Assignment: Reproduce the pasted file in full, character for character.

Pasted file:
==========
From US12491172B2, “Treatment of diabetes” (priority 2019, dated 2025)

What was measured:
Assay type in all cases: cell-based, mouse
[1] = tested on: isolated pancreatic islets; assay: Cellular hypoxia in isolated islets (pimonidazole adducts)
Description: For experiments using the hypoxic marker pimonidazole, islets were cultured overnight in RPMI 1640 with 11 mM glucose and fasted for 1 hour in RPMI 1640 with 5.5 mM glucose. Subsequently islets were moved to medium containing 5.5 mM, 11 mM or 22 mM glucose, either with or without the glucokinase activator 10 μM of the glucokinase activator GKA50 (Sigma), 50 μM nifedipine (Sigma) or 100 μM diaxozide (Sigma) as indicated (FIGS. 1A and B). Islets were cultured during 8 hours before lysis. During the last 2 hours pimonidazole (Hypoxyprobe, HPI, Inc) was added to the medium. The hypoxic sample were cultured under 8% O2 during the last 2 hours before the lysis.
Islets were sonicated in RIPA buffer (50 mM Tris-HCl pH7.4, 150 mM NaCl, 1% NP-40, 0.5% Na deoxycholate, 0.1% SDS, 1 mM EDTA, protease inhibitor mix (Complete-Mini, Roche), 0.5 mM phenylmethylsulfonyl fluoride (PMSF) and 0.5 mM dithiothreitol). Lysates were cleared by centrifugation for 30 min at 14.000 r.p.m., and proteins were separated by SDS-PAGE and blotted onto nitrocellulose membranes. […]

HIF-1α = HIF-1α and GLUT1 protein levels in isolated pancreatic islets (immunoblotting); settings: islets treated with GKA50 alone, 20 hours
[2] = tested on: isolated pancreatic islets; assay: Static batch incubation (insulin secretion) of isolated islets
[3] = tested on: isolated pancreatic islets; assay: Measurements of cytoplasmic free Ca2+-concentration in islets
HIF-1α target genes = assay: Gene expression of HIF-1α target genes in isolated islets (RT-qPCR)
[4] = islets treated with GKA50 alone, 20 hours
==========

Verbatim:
From US12491172B2, “Treatment of diabetes” (priority 2019, dated 2025)

What was measured:
Assay type in all cases: cell-based, mouse
[1] = tested on: isolated pancreatic islets; assay: Cellular hypoxia in isolated islets (pimonidazole adducts)
Description: For experiments using the hypoxic marker pimonidazole, islets were cultured overnight in RPMI 1640 with 11 mM glucose and fasted for 1 hour in RPMI 1640 with 5.5 mM glucose. Subsequently islets were moved to medium containing 5.5 mM, 11 mM or 22 mM glucose, either with or without the glucokinase activator 10 μM of the glucokinase activator GKA50 (Sigma), 50 μM nifedipine (Sigma) or 100 μM diaxozide (Sigma) as indicated (FIGS. 1A and B). Islets were cultured during 8 hours before lysis. During the last 2 hours pimonidazole (Hypoxyprobe, HPI, Inc) was added to the medium. The hypoxic sample were cultured under 8% O2 during the last 2 hours before the lysis.
Islets were sonicated in RIPA buffer (50 mM Tris-HCl pH7.4, 150 mM NaCl, 1% NP-40, 0.5% Na deoxycholate, 0.1% SDS, 1 mM EDTA, protease inhibitor mix (Complete-Mini, Roche), 0.5 mM phenylmethylsulfonyl fluoride (PMSF) and 0.5 mM dithiothreitol). Lysates were cleared by centrifugation for 30 min at 14.000 r.p.m., and proteins were separated by SDS-PAGE and blotted onto nitrocellulose membranes. […]

HIF-1α = HIF-1α and GLUT1 protein levels in isolated pancreatic islets (immunoblotting); settings: islets treated with GKA50 alone, 20 hours
[2] = tested on: isolated pancreatic islets; assay: Static batch incubation (insulin secretion) of isolated islets
[3] = tested on: isolated pancreatic islets; assay: Measurements of cytoplasmic free Ca2+-concentration in islets
HIF-1α target genes = assay: Gene expression of HIF-1α target genes in isolated islets (RT-qPCR)
[4] = islets treated with GKA50 alone, 20 hours